AG calls GOP lawmaker’s Electoral College comments ‘open sedition’

By: - December 14, 2020 12:58 pm

Rep. Gary Eisen (left) and Attorney General Dana Nessel (right)

Updated, 1:28 p.m., 12/14/20 with new comments from Eisen

Michigan Attorney General Dana Nessel on Monday said that a state lawmaker’s announcement of a counter event to the state Electoral College meeting that might be violent “can only be described as open sedition.”

Rep. Gary Eisen (R-St. Clair Twp.), a President Trump supporter, said that a counter event “uncharted” in scope would occur in Lansing. He made the comment during an interview on WPHM radio. He did not respond to a Michigan Advance request for comment.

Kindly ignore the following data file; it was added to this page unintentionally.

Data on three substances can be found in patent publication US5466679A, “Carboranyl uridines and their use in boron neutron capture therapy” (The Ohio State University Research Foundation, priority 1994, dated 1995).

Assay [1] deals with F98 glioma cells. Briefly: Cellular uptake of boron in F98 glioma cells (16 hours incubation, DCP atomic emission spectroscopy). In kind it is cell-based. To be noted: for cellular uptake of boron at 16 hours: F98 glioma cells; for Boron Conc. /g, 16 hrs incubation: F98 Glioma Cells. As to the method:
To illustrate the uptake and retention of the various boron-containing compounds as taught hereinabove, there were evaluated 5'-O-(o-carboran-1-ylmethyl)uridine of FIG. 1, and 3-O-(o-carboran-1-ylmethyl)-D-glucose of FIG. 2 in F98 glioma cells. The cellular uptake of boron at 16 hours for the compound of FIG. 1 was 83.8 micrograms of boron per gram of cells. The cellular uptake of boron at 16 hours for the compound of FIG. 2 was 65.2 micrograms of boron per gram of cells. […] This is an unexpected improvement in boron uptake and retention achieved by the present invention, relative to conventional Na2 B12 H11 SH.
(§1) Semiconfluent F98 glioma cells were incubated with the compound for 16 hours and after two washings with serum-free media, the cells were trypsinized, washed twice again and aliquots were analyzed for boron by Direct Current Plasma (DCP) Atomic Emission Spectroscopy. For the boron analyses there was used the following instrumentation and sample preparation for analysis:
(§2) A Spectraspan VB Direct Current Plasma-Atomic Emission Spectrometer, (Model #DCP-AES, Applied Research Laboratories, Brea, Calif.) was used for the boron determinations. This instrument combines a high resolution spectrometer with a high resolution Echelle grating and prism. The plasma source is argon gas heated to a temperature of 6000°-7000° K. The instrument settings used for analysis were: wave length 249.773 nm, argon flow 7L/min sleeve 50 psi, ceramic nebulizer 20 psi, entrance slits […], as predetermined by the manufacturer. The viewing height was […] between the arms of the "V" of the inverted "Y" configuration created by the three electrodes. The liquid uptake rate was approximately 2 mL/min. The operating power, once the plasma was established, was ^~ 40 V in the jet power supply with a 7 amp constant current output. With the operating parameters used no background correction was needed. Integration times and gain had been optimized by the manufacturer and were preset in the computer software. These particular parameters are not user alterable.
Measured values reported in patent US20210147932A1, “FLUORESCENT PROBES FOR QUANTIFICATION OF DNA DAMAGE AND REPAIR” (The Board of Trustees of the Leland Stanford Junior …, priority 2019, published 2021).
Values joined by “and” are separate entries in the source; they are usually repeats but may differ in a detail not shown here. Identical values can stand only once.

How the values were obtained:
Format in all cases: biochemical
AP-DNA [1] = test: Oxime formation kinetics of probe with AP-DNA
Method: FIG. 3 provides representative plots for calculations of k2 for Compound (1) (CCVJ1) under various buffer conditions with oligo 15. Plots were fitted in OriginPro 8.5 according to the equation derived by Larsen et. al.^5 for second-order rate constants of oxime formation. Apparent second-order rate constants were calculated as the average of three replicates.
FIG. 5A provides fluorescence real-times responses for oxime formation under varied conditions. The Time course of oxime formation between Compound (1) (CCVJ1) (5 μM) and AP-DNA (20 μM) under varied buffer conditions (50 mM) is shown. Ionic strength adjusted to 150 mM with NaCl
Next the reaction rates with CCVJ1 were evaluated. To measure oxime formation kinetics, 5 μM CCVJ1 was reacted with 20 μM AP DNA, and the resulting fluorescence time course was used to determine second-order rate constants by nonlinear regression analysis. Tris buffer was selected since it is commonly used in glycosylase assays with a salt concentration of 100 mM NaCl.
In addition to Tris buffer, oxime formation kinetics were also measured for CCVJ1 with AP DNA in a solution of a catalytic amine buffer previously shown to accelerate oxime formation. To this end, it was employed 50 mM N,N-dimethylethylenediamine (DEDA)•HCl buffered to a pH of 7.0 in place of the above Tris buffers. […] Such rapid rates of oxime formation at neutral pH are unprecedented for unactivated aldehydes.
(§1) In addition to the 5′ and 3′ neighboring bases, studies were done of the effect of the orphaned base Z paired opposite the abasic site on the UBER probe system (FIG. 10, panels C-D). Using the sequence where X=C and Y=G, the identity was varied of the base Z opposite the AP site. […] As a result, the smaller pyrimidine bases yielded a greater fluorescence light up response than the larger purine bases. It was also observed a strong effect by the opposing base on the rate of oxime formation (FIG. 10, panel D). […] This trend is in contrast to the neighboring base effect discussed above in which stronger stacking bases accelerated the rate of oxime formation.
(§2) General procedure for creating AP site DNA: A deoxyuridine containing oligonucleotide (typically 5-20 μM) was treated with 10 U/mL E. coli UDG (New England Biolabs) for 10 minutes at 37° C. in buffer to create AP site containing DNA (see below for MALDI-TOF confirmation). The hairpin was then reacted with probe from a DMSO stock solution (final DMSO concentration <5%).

Eisen said during the interview that fraud occurred during the counting of votes in Detroit, which has not been proven in several court cases. State election results were certified on Nov. 23 by the bipartisan Board of State Canvassers. The Electoral College meets at 2 p.m. at the Capitol to cast votes for Vice President-elect Joe Biden.

“I can’t go into a lot of it,” said Eisen during the interview with host Paul Miller. “I’m on a football team, we have one more play, and am I going to give up or am I going to do that Hail Mary?”

Capitol building closed during Electoral College vote over threats, Detroit elector calls it ‘back to the future’

“Can you assure me that this is going to be a safe day in Lansing, nobody’s going to get hurt?” Miller asked Eisen at the end of an 11-minute interview.

“No,” Eisen responded. “I don’t know because what we’re doing today is uncharted. It hasn’t been done.”